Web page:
Bouquet Buffet – Keeping Deadhead Cuttings For Birds

Bouquet Of Deadhead Cuttings
bird bouquet
(Image credit: akiyoko)

Attracting pollinators and other native wildlife to the yard is a key point of interest for many gardeners. Both urban and rural gardeners delight in watching bees, butterflies, and birds flutter from one flower to another. That is why many of us plant and grow small sections or entire gardens dedicated solely to this purpose.

You can both feed and enjoy birds in the garden using a bouquet of deadhead cuttings, which is especially helpful to them during the fall and winter months.

What is a Bouquet Buffet for Birds?

This type of “buffet for birds” is attractive to wildlife, as well as looking beautiful. To begin the planning process, learn how these types of bouquet buffets work in the landscape.

Many species of backyard birds can be drawn to the garden. Sunflowers, zinnias, and even certain types of berries are just a few examples of plants attractive to wildlife. Rather than immediately deadheading spent garden flowers, many gardeners prefer to leave them for seed. Once the seed has formed, use the cuttings for birds. This can attract a wide array of feathered friends; especially as cooler weather arrives.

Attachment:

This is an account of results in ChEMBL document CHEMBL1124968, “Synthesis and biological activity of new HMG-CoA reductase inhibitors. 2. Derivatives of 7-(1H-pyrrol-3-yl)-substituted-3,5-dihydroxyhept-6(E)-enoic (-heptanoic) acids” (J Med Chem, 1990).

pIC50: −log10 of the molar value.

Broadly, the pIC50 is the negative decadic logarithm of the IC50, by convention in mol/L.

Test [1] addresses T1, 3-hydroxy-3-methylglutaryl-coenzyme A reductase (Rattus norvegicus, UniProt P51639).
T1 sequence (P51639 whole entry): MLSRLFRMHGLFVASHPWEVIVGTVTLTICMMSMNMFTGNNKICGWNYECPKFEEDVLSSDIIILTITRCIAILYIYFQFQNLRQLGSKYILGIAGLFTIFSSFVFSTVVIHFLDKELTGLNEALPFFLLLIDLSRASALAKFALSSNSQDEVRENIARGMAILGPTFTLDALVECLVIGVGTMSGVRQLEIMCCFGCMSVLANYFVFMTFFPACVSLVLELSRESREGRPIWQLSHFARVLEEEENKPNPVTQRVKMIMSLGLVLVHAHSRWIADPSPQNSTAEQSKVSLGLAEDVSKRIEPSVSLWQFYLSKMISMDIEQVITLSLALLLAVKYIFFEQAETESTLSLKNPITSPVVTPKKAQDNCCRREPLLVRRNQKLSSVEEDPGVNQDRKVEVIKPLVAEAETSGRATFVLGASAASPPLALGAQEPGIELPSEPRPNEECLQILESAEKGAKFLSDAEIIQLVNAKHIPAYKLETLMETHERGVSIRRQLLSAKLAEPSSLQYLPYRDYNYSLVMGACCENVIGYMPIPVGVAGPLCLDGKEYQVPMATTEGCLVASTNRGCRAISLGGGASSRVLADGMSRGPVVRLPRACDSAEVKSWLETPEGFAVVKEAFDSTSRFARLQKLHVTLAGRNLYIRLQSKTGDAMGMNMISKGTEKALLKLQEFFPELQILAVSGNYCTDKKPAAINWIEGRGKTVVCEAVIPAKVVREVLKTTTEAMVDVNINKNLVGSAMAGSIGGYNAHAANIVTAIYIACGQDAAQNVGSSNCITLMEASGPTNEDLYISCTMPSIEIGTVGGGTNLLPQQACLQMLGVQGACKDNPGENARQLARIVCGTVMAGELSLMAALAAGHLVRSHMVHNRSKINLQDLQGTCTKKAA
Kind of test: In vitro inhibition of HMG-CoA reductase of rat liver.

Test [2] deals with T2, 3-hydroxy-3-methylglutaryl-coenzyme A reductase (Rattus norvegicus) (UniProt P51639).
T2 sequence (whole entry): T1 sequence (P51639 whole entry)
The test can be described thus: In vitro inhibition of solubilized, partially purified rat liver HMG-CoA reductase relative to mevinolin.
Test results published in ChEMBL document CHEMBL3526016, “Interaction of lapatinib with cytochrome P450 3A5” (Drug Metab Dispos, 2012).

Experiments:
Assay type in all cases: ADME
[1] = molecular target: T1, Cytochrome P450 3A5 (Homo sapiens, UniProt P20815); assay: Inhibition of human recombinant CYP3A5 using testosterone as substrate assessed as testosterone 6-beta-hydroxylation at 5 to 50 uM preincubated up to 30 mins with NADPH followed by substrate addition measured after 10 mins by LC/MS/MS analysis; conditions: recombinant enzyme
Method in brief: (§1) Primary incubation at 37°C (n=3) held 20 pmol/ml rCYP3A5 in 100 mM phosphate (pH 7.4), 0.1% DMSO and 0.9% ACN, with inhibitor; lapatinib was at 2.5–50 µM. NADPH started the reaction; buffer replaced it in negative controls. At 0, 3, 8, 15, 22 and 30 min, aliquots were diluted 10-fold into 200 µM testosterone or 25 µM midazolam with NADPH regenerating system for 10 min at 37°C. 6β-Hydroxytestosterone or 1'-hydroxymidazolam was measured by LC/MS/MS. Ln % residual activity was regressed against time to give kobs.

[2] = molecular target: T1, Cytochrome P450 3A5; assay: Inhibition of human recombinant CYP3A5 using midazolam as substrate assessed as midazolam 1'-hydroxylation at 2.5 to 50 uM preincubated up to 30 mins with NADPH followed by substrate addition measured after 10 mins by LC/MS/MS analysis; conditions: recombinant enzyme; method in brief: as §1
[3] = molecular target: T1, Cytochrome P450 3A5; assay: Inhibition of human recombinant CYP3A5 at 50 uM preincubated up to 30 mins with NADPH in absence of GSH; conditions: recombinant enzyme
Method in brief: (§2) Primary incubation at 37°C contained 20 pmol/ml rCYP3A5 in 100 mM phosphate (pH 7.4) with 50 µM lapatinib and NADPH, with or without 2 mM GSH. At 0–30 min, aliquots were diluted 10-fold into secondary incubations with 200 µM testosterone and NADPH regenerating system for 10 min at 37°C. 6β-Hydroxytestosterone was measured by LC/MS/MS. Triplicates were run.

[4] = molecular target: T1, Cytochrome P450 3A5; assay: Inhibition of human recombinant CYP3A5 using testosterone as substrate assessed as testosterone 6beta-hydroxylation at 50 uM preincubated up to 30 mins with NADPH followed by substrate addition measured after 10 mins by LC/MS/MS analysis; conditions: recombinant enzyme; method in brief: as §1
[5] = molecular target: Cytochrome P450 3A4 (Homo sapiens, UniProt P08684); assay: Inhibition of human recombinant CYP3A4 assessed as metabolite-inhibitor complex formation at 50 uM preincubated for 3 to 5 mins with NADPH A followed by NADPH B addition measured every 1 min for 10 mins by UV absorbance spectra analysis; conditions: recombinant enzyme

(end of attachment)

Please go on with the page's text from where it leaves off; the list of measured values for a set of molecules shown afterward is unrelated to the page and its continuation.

How to Deadhead Flowers for Birds

Feeding birds with deadheaded materials will assist them as they work to consume much-needed nutrients for winter or upcoming migrations. The decision to deadhead flowers for birds not only makes a difference in the overall usefulness of the garden but also renews interest in a space that is otherwise slowing at the end of the season.

While the concept of planting flowering plants specifically for birds is not new, many have given the concept a unique twist. Rather than simply leaving old blooms on the plant, consider collecting the stems and bundling them into a bouquet. These bouquet buffets can then be hung from a tree or porch, where they can easily be accessed by feeding birds.

Bouquet buffets can also be situated near windows, where the activity may be easier to watch while indoors. Larger individual blooms, like sunflowers, can also be arranged this way or you can simply leave the flower heads near a frequently used perch.

Creating a buffet for birds will not only enhance the garden experience but can also improve the overall health of visitors to your yard. By reducing the need for bird feeders, we can help prevent the spread of different diseases that can impact certain species of birds.

Tonya Barnett

Tonya Barnett has been gardening for 13 years. Flowers are her passion. She has transformed her backyard into a cut flower garden, which she regularly chronicles on her YouTube channel